Does talking to terrorists work? In March, secret negotiations between Burkina Faso’s government and jihadis coincided with a sharp drop in deaths. Over the last few months, communities have also opened dialogues. They’ve had success in central Mali and northern Burkina Faso, Ibrahim said. But that reduction is “precarious as long as we do not have a larger and top-level dialogue.”
Senegalese Foreign Minister Aïssata Tall Sall called on China “to be a strong voice in support of Senegal and all the countries involved in the problem of insecurity in the Sahel” at the China-Africa summit this month. But analysts believe China is unlikely to get involved, because it could end up stuck in a conflict with no apparent end.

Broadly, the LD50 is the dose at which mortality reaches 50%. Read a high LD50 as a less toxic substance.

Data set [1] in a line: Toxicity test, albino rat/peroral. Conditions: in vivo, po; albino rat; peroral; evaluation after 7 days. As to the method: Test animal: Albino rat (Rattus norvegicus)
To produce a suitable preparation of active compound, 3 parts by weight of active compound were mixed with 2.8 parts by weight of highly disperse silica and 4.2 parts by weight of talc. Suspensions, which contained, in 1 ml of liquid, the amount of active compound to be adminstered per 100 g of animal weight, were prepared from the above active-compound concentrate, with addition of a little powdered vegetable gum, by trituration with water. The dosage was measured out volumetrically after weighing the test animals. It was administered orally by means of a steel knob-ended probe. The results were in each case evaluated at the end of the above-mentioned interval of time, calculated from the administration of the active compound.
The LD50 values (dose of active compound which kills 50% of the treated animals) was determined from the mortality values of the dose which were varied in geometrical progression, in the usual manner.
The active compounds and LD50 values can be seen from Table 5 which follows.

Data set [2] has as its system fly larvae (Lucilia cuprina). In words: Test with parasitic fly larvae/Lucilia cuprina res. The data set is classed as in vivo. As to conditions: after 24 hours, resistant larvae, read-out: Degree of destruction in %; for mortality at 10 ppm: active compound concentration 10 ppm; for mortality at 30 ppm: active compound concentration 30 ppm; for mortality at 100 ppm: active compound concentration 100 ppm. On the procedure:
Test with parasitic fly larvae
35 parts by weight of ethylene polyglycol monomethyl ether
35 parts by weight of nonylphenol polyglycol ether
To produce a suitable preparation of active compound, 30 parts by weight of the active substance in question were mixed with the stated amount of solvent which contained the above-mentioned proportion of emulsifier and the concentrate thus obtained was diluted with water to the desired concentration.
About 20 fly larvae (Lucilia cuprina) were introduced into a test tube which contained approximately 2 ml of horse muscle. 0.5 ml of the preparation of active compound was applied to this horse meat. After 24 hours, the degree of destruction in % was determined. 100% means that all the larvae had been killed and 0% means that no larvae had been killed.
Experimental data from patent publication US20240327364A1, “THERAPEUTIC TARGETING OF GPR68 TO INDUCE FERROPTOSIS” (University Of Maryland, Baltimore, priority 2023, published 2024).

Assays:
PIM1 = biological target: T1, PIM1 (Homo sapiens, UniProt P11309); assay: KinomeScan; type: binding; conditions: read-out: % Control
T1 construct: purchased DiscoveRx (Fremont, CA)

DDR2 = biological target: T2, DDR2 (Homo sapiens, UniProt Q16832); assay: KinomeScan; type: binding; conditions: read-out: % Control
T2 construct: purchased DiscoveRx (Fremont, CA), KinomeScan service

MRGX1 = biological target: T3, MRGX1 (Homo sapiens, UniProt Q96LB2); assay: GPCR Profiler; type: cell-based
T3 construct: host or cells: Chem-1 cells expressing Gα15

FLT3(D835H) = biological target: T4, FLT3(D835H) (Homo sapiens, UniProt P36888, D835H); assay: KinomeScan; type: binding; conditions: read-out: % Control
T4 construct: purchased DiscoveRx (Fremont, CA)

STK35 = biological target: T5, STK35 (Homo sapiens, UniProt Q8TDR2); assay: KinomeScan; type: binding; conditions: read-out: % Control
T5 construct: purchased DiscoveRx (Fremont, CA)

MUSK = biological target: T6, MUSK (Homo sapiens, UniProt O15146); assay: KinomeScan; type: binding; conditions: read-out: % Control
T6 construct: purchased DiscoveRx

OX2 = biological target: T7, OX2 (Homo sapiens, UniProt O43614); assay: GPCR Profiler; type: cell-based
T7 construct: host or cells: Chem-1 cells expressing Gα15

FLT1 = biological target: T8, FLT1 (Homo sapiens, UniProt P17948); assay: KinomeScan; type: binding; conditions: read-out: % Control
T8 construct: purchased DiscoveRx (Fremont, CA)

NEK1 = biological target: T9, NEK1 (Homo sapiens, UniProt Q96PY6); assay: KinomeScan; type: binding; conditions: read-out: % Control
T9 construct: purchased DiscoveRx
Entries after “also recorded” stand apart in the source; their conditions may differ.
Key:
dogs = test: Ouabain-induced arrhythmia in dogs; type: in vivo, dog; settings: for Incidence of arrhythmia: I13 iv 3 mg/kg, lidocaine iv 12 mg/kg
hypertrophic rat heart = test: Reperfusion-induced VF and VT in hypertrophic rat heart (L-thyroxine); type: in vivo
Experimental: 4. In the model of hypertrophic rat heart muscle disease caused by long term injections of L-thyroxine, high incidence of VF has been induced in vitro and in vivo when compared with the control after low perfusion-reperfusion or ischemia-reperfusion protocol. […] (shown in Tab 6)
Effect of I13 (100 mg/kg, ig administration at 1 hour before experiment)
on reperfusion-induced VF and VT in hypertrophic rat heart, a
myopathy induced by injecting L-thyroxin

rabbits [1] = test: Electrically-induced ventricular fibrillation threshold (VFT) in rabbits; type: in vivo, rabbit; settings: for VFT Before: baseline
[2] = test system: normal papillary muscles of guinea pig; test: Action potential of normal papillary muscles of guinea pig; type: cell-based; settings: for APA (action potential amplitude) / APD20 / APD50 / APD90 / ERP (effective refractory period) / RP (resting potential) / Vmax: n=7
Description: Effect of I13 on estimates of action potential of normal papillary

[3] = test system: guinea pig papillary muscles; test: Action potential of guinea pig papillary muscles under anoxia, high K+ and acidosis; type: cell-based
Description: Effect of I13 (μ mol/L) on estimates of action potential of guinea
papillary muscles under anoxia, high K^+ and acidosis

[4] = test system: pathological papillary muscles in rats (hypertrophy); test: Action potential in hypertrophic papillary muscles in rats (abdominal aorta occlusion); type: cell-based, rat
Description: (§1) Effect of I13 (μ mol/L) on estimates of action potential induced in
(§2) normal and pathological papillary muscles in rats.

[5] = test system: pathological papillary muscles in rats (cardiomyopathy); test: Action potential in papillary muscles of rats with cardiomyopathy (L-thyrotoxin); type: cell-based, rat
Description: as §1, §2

Will Russia replace France? As France begins a drawdown of its 4,500 soldiers deployed in the Sahel, Mali’s military rulers want to fill that vacuum with the Russian security firm known as the Wagner Group. But experts say the presence of more foreign troops will not solve the crisis. There is already growing hostility from locals against French troops over civilian deaths.
“One of the biggest problems with foreign troops is that they do not understand the context of the violence, this is a very locally ingrained violence with a lot of intricacies between different communities,” Ibrahim said. “At least the French can speak a language that some local people understand.”
The Week Ahead